Bauer to retire from library
27 years of reading to children in Iola
By Holly Neumann
After 27 years of service, Lisa Bauer is retiring from the Iola Village Library.
“I started out working for director Elizabeth Berkholtz seven hours a week and every third Saturday, with my main focus being Preschool Story Time,” Bauer said. “When Robyn Grove became director, she hired me full time.”
Bauer is in charge of the library’s children’s programming, which she said she enjoyed over the years.
“It brings me joy to see the faces of the children having fun, seeing them interact with a book they really enjoy and doing crafts and activities with them,” Bauer said. “I have children coming to story time this year whose father used to come when I first started at the library.”
Bauer said her biggest accomplishment is overseeing a growing Preschool Story Time group that looks forward to coming each week and really enjoys what the library has to offer.
“In a time when so many parents both work and children are in day care, we continue to have parents seeking out a place to bring their children for story time and to socialize afterward,” she said. “Friendships are formed for children and their parents that continue long after the children are too old to come.”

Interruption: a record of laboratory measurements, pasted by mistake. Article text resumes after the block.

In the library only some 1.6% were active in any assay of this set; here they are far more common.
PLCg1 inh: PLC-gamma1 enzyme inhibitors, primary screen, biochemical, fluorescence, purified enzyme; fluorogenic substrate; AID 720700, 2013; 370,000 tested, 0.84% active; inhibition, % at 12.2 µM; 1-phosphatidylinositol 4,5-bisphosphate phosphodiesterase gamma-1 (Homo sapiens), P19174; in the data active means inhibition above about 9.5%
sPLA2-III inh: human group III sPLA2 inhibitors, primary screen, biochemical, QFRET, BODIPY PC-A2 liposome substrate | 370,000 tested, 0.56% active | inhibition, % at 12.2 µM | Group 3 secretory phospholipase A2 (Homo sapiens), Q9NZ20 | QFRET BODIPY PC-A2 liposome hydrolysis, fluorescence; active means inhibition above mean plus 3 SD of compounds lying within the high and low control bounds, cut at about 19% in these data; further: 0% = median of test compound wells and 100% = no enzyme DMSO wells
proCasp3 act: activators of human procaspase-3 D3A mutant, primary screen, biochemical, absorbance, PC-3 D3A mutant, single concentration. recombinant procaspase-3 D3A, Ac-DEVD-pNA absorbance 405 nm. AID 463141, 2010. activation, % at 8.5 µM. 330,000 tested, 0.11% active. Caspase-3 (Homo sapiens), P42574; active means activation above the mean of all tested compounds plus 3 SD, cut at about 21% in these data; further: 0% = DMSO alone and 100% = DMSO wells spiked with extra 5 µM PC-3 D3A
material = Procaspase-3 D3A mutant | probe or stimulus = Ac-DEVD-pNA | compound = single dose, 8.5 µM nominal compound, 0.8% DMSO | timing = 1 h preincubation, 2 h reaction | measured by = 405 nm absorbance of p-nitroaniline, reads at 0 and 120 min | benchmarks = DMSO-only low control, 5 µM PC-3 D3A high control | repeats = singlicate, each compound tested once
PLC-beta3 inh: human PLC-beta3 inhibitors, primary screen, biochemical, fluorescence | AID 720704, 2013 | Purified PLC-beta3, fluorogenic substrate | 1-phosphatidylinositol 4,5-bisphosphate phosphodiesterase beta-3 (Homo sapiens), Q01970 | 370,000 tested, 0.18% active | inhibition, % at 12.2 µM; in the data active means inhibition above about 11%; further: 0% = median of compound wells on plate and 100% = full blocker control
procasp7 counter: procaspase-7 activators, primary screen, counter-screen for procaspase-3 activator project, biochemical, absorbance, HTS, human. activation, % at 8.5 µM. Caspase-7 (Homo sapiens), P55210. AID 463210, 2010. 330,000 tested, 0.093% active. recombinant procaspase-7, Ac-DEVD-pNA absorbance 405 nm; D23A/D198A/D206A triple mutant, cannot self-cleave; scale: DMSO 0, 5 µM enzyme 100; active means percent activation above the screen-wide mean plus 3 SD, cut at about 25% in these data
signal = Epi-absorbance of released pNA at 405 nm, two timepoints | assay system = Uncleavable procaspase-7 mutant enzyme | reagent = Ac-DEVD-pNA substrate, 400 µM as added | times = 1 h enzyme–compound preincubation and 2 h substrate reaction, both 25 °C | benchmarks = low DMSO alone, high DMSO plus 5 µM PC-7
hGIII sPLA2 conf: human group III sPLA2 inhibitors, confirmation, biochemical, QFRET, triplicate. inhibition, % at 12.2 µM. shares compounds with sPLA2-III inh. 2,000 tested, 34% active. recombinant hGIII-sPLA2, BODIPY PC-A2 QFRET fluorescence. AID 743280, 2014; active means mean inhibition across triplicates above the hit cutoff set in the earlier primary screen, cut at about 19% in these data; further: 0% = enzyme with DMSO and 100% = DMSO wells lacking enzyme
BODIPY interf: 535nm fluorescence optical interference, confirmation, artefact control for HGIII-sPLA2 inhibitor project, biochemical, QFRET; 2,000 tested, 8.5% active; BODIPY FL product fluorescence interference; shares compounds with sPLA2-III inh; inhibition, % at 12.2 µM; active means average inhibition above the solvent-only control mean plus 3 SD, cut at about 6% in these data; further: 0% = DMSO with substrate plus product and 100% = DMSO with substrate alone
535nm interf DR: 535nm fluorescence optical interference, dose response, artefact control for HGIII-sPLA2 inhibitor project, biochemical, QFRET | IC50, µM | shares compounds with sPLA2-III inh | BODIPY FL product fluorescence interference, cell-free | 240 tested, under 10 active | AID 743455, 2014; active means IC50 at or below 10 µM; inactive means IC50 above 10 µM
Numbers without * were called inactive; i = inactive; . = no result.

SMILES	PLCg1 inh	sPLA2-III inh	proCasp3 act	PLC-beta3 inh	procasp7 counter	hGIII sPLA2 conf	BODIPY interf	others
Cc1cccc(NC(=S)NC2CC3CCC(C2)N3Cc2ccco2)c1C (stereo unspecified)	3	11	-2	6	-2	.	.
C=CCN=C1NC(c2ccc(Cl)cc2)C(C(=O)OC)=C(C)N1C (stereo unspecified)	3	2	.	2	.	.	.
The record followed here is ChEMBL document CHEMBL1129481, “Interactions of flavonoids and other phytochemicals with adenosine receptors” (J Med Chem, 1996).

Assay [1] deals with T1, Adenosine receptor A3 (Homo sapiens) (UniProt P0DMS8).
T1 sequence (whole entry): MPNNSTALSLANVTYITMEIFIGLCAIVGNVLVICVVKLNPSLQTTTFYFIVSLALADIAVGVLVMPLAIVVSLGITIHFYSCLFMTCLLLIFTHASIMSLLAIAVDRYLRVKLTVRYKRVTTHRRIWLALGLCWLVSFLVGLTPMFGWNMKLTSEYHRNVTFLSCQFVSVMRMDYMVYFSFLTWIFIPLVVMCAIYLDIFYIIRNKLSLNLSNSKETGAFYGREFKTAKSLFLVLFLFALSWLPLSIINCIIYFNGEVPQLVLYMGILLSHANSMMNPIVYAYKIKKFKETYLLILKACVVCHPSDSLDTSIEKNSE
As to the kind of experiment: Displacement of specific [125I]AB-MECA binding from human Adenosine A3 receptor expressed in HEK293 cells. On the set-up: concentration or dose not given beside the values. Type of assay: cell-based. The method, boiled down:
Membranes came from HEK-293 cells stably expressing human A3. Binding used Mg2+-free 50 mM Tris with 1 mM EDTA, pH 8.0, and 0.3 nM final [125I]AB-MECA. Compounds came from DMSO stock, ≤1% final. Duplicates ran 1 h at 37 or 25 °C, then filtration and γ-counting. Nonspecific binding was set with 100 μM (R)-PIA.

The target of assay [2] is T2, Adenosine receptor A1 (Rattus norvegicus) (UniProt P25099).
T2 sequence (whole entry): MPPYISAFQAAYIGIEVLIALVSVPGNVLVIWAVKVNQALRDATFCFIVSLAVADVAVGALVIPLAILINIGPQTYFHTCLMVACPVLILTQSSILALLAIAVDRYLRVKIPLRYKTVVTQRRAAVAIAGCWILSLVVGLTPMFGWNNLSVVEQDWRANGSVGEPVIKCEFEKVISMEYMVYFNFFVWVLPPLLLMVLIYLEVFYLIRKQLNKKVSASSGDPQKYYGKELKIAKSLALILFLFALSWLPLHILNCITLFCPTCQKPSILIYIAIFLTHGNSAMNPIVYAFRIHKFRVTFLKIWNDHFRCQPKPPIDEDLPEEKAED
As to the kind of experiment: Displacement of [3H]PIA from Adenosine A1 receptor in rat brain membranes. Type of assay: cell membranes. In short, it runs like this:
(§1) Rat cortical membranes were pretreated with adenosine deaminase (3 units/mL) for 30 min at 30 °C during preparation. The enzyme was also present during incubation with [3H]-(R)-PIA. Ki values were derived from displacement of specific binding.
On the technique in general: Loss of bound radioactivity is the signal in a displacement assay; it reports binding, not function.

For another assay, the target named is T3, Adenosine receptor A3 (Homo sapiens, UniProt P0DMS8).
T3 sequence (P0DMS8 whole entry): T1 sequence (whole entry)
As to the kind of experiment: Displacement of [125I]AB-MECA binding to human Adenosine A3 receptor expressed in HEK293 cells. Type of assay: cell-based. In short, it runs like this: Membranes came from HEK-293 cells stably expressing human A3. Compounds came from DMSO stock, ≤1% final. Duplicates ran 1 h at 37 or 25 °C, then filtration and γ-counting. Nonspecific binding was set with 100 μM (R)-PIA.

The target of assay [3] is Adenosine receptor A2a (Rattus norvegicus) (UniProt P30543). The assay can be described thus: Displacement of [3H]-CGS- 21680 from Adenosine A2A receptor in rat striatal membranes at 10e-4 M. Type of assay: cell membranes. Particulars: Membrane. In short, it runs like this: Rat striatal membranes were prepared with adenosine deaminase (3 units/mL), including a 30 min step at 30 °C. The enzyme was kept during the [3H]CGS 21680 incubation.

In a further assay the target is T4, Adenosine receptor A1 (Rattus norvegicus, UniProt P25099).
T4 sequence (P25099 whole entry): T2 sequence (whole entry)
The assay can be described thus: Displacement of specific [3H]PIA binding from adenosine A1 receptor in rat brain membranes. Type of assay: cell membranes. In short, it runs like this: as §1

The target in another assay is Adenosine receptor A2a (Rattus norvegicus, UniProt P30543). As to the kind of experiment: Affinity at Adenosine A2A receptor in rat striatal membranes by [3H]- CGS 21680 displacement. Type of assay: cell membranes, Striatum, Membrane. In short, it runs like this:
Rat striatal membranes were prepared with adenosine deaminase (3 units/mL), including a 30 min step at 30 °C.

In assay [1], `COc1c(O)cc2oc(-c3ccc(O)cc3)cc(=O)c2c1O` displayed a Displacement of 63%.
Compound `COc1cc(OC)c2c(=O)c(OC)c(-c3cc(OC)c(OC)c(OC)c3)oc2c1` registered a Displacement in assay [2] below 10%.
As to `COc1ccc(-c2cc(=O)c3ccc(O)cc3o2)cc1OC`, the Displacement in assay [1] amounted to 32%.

Bauer said she is proud of the expanded children and programming space added to the library 3 1/2 years ago.
“The space is bright and colorful and has room for larger groups to meet,” she said. “There is plenty of room for preschool activities, Lego building, summer reading programs, adult programs, book club and more. We have already added additional shelving for our growing book collection.”
Changes in technoloogy
The biggest change Bauer has seen over the years is how computers have become so essential to what she does and how much information is available online whether planning a program for children or helping a patron with information.
“I had very little computer experience when I started and learned on the job,” she said.
Bauer offered a few words of wisdom to the person that will fill her position.
“Comfortable clothes and shoes and a positive can-do attitude is necessary,” she said. “Don’t be afraid to ask questions and take advantage of the other children’s librarians in the OWLS system with years of experience. They are all willing to help someone new and all have wonderful ideas to share.”
Bauer doesn’t have any concrete plans for her future.
“I am a take-one-day-at-a-time person,” she said. “I look forward to spending more time with my husband and family, quilting and sewing, reading all the books I have not gotten around to reading, joining the Mystery Book Club as a patron and possibly doing some traveling.”
Her last day of work is April 15.